»lists.w3.org/Archives/Public/pub···168.html

--
A)bort, R)etry, I)nfluence with large hammer.


howardfine

join:2002-08-09
Saint Louis, MO
Um, you do realize the links used in that we're authored by Dr Fielding? It's funny reading people questioning the use of http against the author of http.


MSeng
Premium,Ex-Mod 2001-08
join:2000-07-13
Ork
kudos:6
I'm well aware of what others said in that thread. Read it pretty thoroughly.
--
A)bort, R)etry, I)nfluence with large hammer.


Freddy
Premium
join:2005-05-17
Arlington, VA
kudos:2

2 recommendations

reply to howardfine
For those readers not following this issue, here is a simple clarification:

By default, Internet Explorer 10 will have Do Not Track turned ON (meaning "no tracking").

Users can turn it off (meaning "tracking permitted").

The standards specify that tracking should be allowed. Microsoft's approach upsets advertisers and some other people.

For those wanting to know more, see the following link:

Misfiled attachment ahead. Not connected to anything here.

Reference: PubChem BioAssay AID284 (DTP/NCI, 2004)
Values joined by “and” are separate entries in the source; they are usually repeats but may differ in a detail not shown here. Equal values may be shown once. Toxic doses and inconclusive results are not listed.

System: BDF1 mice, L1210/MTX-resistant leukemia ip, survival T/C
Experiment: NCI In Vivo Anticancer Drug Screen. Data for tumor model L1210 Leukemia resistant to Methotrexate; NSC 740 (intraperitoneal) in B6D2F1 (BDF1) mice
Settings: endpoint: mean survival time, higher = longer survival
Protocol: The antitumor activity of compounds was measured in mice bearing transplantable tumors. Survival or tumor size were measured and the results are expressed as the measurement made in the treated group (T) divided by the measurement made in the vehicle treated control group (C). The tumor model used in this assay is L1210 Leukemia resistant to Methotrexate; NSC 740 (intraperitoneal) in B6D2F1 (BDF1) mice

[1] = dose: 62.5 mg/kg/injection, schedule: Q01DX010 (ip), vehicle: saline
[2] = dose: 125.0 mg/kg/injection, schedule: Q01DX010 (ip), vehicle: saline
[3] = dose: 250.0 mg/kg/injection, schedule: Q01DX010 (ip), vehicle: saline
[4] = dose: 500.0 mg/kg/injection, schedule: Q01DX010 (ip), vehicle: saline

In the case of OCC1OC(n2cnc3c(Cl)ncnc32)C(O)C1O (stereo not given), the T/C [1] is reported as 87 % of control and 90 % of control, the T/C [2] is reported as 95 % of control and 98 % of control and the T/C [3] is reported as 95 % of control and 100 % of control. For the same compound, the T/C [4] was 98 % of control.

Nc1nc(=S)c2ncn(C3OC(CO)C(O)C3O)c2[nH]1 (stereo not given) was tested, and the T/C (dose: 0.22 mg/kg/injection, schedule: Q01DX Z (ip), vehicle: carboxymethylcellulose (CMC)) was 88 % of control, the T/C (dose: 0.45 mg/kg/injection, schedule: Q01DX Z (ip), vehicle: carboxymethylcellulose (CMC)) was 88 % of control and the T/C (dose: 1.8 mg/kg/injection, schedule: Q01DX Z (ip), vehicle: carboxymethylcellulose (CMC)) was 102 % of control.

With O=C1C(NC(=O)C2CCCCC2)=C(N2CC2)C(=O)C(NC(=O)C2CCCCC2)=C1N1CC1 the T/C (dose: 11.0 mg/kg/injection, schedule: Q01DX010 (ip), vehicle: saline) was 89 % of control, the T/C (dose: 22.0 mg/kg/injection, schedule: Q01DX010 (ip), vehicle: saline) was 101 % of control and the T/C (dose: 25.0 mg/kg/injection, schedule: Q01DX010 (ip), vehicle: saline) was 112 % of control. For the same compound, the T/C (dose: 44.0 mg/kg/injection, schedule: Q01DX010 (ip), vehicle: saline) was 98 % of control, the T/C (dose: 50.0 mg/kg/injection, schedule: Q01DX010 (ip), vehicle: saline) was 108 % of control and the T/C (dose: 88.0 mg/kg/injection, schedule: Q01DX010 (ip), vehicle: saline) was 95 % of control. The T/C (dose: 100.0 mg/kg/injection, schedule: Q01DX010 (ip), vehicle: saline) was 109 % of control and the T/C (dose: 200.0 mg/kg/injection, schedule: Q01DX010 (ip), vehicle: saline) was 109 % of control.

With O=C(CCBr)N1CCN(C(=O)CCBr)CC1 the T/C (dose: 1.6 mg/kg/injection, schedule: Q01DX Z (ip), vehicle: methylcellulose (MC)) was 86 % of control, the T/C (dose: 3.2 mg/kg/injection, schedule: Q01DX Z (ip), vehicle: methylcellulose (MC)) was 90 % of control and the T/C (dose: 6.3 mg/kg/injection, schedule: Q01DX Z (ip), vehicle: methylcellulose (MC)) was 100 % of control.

»www.pcmag.com/article2/0,2817,2408181,00.asp

Freddy

dave
Premium,MVM
join:2000-05-04
not in ohio
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Reviews:
·Verizon FiOS

1 edit
reply to howardfine
said by »www.theregister.co.uk/2012/09/10···ndows_8/ :
Also, somewhat controversially, Fielding has updated the code of millions of servers to not accept the privacy settings of the browser in Windows 8 silently, without apparently notifying the world or seeking its approval.
So, to summarize:

Fielding believes that Microsoft's default-do-not-track policy is a cynical ploy to get web servers to ignore the DNT setting, and he has responded by making web servers ignore the DNT setting.

Did I understand that correctly?

I expect the many web sites that run on Apache, and their advertisers, will thank Fielding for delivering all IE10 users as innocent hostages.


chachazz
Premium
join:2003-12-14
kudos:9
Reviews:
·TELUS
reply to howardfine
quote:
The standard only began to stipulate that browsers shouldn't include a default header setting with the draft released on 7 September. The previous draft released in March 2011 didn't conclusively determine this aspect. However, the standard is a long way from being approved and is currently an "editor's draft".